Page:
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Plane Flying Lessons

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FAQs

Q: Me? Up in the air like a common magpie or wren?
A: That is generally the idea.
Q: But doesn’t that go against all aspects of established nature?
A: If you were unassisted, then yes, absolutely. We would insist you were burned as a warlock or similar. But this is inside a plane! A small plane! That you get to finagle in some way!
Q: Like that time I tried to overpower the pilot on that flight to Minorca after I’d accidentally drunk all that duty free aftershave?
A: No, not in any way. This is instruction in aircraft control, delivered by an expert pilot who has years of experience and hundreds of hours of flying under their belts.
Q: How can all this work?
A: It depends on the lesson you choose to take, but usually you’ll be briefed on the basics of safety and control when on the ground, then once in the plane, you’ll be shown how the controls work and then you’ll have a go (if you feel up to it). They are dual controlled, so you’ll be completely safe.
Q: And if I wish to take this further?
A: If this ignites a sudden love for flying, then the hours spent flying on some of our experiences will count towards the hours needed to achieve your pilot’s licence.
Q: To what degree will I be up there?
A: There are lessons to suit all time constraints and budgets, from 15 minute jaunts to several lessons spread over a number of hours.
Q: And I presume this will be some form of Jumbo or Harrier?
A: No, this will be in some form of light aircraft specially designed to train pilots.
Q: How many busses will I have to take to get there?
A: All depends on where you are and where you are going. There are locations all over the UK, so hopefully there should be one near you. Unless you live somewhere weird.
Q: Is size important?
A: Ah, that old chestnut. There may be some height and weight restrictions connected to your experience, so check the small print on the page when selecting. If you are under 18, there may be some age restrictions or you may need to have parental permission or bring an adult along. Again check the details when ordering. Also let us know of any medical conditions that may affect your experience. If you have any thoughts, worries or colourful limericks you wish to share, then contact us or your supplier.

Fun Facts

  • 1. The first person to fly solo around the world was Wiley Post taking off on June 23, 1931 and touching back down eight days, 15 hours and 51 minutes later. Think of all the batteries he must have used in his portable DVD player to keep himself entertained.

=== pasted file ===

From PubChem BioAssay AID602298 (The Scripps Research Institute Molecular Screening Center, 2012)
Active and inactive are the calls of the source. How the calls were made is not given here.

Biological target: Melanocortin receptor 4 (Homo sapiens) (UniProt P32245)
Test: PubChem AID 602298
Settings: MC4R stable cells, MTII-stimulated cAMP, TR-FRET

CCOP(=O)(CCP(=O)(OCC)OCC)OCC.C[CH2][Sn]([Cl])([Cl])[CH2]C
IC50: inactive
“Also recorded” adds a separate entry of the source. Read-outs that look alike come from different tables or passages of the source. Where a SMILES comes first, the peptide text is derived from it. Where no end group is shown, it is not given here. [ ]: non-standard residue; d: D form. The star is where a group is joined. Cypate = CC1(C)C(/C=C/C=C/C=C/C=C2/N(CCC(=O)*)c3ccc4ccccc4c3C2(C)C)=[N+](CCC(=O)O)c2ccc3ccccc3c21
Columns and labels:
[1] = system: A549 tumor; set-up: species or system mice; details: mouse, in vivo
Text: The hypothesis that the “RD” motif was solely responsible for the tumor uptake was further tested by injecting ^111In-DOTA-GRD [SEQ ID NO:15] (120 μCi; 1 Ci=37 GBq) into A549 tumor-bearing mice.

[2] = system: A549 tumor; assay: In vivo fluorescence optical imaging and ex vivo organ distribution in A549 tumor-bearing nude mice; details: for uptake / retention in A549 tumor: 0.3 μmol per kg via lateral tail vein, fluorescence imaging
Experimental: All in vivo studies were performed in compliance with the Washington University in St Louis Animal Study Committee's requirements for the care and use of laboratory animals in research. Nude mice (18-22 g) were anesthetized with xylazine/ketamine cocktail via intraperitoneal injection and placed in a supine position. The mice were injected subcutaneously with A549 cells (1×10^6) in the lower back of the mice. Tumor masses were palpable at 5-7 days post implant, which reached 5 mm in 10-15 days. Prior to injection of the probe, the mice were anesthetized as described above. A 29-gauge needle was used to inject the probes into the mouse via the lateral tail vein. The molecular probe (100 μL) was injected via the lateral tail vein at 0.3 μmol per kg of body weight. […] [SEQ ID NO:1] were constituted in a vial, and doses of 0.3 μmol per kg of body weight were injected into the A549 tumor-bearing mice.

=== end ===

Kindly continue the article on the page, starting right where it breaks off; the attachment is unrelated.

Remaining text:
• 2. According to airline staff, diet cola is the hardest beverage to pour in the skies, as the fizz and the high altitude make it more difficult to settle. So I’ll assume that’s why they all hide in the back of the plane for practically all the flight, no matter how much I shout and repeatedly press my call button.
  • 3. The air coming out of the back of a jet engine is about 500 degrees centigrade and this causes the trails often seen in the sky. I don’t know why they don’t spell things out, they could advertise special offers and so forth. Missing a trick there.
  • 4. Each year, there are almost 10 million commercial flights in the US alone. And I imagine that every single one has something nasty waiting for you in that seat pocket in front of you.
  • 5. The X-43A Scramjet can reach a speed of more than 7,000 miles per hour, nine times faster than the speed of sound. If only Wile E. Coyote had one of those, that Roadrunner would have been dealt with years ago.
  • 6. There are about 50 different species of flying squirrel that can be found all around the world. They don’t fly but glide using a furry membrane called patagia. The same effect cannot be achieved using clingfilm under the arms, I can tell you that from personal, painful experience.
  • 7. Baroness Raymonde De Laroche was the first woman to receive a pilot's license, and also set the women's altitude record of 15,700 feet in 1919. And she achieve all this while having the first name ‘Raymonde’ which couldn’t have been easy.
  • 8. Michel Lotito holds the record for the largest airplane eaten, yes eaten, in the 1990’s, when he spent two years devouring an entire Cessna 150. Feel free to make your own ‘airplane food’ joke at this juncture.
  • 9. The first flight attendant was a man, Heinrich Kubis, in 1912. The first female flight attendant was a nurse, Ellen Church, who was hired in 1930. She was so good, that she started a trend of hiring female nurses to work on airplanes, and they completely replaced men by 1936. Now we just await the first robot flight attendant. That will be a great day for aviation.
  • 10. In 1909 Glenn Martin singlehandedly taught himself how to fly using his very own aeroplane, becoming the third person in the US to do so. I don’t know what happened to the first two, but, y’know, homemade plane/taught themselves to fly: you do the maths.